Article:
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The Unequal Effects of Social Distancing Policy on Subway Ridership during the COVID-19 Pandemic in Seoul, South Korea


In the Republic of Korea, social distancing policies relied on voluntary participation by citizens and exhibited short-term changes. In this situation, the effects of such policies varied depending on each community’s capacity to comply. Here, we collected subway ridership data for 294 stations on nine Seoul Metro lines and aggregated the data for each station to the 184 smallest administrative areas. We found that the mean percent change in subway ridership was fitted by an additive model of the log-transformed percent ratio of the restaurant industry (estimated degrees of freedom (EDF) = 3.24, P < 0.001), the Deprivation Index (DI) (EDF = 3.66, P = 0.015), and the proportion of essential workers (β =  − 0.10 (95% confidence interval − 0.15 to − 0.05, P < 0.001). We found a distinct decrease in subway ridership only in the least deprived areas, suggesting that social distancing is costly.


Social distancing policy was implemented to prevent the spread of COVID-19 by reducing person-to-person contact [1]. However, studies have discussed the “luxury nature” [2] of social distancing (i.e., unequal impact on human mobility according to socioeconomic status) during the COVID-19 pandemic [3,4,5]. In the Republic of Korea, social distancing policies strongly relied on the voluntary participation of citizens without mandates [6] and exhibited short-term changes. In this situation, the effects of such policies varied depending on each community’s capacity to comply.

Many studies have analyzed human mobility patterns as a proxy for the effects of social distancing policy [3,4,5, 7]. Some of them focused on subway ridership [5, 8], because daily subway use for transportation is useful for examination of how daily movement patterns change with social distancing policies. Continued subway use during severe COVID-19 waves may indicate groups of people who were unable to work at home or change their transportation mode to a taxi or private car, despite the high-risk perception of the subway as a closed, crowded space [9]. The subway ridership pattern can be interpreted from a regional perspective, because it reflects the socioeconomic characteristics of the area around a subway station [10].

Here, we studied the unequal responses of communities to social distancing policy through subway use patterns, which reflected regional socioeconomic characteristics. We hypothesized that areas with higher socioeconomic status would show a greater decrease in subway use. We adjusted for the proportion of essential workers and for the leisure-purpose movements represented by restaurants in areas to explore the relationship.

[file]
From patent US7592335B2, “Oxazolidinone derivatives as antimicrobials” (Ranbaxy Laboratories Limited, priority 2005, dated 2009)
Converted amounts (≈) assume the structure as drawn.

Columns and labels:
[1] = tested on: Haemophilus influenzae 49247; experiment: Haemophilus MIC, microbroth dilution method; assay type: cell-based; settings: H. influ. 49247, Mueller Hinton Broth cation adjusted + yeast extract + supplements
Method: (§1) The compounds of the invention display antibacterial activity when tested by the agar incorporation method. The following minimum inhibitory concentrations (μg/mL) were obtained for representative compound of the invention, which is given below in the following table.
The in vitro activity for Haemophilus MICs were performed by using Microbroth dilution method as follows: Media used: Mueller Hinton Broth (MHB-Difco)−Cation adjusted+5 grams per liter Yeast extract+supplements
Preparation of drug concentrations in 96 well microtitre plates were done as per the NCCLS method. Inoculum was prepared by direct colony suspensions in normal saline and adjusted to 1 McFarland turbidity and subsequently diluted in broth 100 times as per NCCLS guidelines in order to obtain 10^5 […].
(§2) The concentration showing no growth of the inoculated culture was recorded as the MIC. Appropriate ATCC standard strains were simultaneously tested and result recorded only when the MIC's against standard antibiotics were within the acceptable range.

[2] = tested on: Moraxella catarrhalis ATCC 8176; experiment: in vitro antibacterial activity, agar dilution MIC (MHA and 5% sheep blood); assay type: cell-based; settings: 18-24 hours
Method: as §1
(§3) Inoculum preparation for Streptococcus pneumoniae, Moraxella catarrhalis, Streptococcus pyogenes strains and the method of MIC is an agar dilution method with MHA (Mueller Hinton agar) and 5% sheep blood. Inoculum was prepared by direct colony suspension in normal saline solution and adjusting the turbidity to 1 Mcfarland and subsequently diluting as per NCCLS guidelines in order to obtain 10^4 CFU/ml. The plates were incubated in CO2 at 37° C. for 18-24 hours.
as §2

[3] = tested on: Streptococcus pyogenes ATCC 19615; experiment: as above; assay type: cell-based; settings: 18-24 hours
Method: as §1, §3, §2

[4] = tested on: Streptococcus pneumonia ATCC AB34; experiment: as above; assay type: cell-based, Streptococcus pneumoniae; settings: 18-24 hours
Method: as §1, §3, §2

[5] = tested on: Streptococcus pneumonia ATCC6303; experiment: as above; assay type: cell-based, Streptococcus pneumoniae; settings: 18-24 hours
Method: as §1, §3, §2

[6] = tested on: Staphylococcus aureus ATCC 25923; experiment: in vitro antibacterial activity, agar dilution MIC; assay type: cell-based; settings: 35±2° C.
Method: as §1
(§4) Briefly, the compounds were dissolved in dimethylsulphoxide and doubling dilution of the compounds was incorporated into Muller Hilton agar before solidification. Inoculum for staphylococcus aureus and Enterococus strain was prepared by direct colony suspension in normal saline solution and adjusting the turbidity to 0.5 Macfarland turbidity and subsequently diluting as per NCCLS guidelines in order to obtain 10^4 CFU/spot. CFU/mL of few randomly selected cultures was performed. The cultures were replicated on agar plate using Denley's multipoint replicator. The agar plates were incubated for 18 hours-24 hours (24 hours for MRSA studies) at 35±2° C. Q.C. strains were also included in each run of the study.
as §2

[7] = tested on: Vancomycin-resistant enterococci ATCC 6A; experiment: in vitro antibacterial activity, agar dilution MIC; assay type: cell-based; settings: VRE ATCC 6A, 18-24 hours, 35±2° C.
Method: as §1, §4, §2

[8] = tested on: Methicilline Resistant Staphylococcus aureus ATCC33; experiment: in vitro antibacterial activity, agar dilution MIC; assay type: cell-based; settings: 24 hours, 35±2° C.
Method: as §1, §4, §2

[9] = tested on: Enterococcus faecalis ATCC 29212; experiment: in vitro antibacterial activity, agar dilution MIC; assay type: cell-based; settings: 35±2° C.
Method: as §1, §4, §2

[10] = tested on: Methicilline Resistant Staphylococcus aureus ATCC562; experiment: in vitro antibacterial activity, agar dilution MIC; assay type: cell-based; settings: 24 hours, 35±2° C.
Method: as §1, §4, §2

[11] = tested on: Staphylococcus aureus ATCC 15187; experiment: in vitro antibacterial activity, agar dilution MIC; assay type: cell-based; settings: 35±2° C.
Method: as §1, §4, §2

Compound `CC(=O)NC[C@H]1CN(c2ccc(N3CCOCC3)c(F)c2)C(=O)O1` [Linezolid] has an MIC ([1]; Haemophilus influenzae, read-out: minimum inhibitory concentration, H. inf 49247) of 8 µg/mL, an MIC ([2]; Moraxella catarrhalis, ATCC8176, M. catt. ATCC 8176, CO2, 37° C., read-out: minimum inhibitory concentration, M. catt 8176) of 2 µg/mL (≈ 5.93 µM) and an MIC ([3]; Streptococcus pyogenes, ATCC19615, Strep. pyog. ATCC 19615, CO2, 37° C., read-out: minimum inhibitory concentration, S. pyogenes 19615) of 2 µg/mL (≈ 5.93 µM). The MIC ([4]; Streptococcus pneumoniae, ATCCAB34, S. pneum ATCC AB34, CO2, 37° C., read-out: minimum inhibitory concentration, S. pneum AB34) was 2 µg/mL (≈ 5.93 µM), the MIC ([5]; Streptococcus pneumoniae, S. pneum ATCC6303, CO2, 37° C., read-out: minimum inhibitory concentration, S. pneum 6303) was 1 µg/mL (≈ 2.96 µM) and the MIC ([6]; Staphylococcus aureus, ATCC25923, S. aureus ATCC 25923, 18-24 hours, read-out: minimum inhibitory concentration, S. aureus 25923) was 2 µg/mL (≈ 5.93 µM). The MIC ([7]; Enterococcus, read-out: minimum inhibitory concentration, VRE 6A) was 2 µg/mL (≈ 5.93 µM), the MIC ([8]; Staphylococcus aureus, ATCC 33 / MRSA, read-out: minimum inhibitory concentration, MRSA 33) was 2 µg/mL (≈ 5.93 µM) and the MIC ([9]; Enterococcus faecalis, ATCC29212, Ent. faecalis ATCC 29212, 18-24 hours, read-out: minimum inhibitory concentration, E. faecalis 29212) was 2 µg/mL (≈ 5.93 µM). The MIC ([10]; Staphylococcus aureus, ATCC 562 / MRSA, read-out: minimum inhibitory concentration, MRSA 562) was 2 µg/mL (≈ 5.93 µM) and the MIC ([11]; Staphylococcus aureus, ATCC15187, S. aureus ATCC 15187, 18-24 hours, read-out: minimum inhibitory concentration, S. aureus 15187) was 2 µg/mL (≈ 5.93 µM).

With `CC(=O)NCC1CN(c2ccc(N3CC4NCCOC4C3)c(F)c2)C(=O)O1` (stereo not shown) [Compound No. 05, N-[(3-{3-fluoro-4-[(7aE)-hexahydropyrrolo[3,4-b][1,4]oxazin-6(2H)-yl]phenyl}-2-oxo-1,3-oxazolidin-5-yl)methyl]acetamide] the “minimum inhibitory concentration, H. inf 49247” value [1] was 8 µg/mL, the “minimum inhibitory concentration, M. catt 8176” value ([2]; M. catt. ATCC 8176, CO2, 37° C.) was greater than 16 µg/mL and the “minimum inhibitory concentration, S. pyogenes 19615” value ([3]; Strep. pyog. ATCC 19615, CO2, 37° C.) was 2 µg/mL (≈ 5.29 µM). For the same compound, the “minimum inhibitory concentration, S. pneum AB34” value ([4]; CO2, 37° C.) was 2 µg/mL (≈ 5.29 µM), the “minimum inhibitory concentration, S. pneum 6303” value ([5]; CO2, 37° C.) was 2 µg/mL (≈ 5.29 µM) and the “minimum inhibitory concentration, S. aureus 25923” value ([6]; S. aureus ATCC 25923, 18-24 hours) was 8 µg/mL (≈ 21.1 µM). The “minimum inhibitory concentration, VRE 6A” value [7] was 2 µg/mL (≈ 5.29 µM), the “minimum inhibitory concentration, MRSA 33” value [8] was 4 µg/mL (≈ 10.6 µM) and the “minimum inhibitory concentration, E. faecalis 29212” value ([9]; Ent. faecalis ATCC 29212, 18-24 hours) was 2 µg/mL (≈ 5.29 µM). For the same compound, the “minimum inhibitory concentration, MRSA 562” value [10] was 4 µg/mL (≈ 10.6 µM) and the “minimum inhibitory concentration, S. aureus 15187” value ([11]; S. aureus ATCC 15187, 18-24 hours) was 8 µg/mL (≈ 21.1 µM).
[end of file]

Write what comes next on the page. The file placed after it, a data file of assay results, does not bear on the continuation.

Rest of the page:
Study Area

In Seoul, Korea, as of July 2021, there were nine major subway lines with 321 stations and a light line with 10 stations. We studied 294 stations on the nine major subway lines from January 1, 2020, to December 31, 2020. We aggregated the card tags of each station to the smallest administrative units of Seoul [11]. We treated stations on different lines differently; we used the mean value of a transfer station with several lines, considering heterogeneity in the amount of movement. Thus, 184 of the 425 administrative areas were included.


The response variable was set as the percent change (%) in the reduction in subway travel between the period with the weaker social distancing level 1 (November 5 to 17, 2020) and the period with the stronger social distancing level 2.5 (December 10 to 22, 2020) (Appendix 1). We compared changes between the two periods to assess community adoption of rapidly strengthened policy. The percent change in subway ridership was averaged weekly to adjust for differences between weekdays and weekends.

The Deprivation Index (DI), density of restaurant industries, and proportion of essential workers were used as explanatory variables. To estimate the socioeconomic status of each region, we used the DI reported by the Seoul Health Foundation in 2018 [12], which was calculated using the Korean version of the deprivation index (KorDep_2015) developed by Kim et al. [13]. The DI was calculated by summing four standardized scores (z-scores) regarding the following proportions: households with automobiles, the population with less than a high school education, the population corresponding to the lower social class, and the divorced or widowed population.